There are several principles that when followed generally it results a
relatively stable and permanent adobe resource namely
1. Whenever possible, secure the services or advice of a professional
architect or other preservationist proficient in adobe preservation and
stabilization. Although this may be more costly than to "do-it-yourself," it will
probably be less expensive in the long run. Working with a deteriorated adobe
building is a complex and difficult process. Irreversible damage may be done by
well-meaning but inexperienced "restorationists."
2. Never begin restoration or repairs until the problems that have been
causing the deterioration of the adobe have been found, analysed, and solved.
For instance, sagging or bulging walls may be the result of a problem called
rising damp and/or excessive roof loads. Because adobe deterioration is almost
always the end product of a combination of problems it takes a trained
professional to analyse the deterioration, identify the source or sources of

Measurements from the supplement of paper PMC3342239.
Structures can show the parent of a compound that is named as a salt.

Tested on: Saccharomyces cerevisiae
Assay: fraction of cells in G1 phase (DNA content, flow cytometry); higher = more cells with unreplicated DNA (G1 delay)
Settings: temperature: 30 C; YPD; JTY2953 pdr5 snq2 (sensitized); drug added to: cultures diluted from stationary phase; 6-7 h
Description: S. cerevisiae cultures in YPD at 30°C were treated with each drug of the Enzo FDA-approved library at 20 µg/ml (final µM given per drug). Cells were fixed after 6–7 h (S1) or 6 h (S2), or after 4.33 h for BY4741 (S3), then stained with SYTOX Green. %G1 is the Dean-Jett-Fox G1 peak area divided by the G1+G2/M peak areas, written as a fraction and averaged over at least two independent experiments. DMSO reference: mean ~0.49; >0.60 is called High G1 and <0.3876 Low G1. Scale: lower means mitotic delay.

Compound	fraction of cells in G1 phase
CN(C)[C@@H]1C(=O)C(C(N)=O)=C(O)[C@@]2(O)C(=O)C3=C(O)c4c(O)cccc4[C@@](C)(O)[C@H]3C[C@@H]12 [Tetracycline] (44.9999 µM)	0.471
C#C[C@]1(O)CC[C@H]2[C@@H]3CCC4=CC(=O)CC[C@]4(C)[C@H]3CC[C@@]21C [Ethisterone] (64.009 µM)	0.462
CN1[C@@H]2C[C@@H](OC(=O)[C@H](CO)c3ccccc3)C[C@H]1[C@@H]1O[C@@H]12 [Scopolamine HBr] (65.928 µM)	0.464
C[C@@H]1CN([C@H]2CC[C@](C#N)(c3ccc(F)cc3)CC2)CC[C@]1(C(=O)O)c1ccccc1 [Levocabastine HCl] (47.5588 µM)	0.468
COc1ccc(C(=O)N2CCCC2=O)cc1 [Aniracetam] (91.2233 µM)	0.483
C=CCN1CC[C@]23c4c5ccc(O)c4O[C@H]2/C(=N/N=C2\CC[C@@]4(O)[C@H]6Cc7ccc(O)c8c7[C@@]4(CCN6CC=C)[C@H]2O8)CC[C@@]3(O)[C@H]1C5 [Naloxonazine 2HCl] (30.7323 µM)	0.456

deterioration, and halt the deterioration before full restoration begins.
3. Repair or replace adobe building materials with the same types of
materials used originally and use the same construction techniques. Usually the
best and the safest procedure is to use traditional building materials. Repair or
replace deteriorated adobe bricks with similar adobe bricks. Repair or replace
rotted wooden lintels with similar wooden lintels. The problems created by
introducing dissimilar replacement materials may cause problems far exceeding
those which deteriorated the adobe in the first place.
4. Repairing and Maintaining the Adobe Building
Fig. 9 – A traditional mixture of mud and straw plaster
should be applied to stabilize the exterior of this house.
Once the adobe
deterioration and any
resulting structural damage is repaired, the
restoration of the adobe
building can proceed.
Careful attention should
be given to replace,
repair, and/or reproduce
all damaged materials
with traditional or original materials (Fig. 9).
Bul. Inst. Polit. Iaşi, t. LVI (LX), f. 1, 2010
4.1. Patching and Repairing Adobe Brick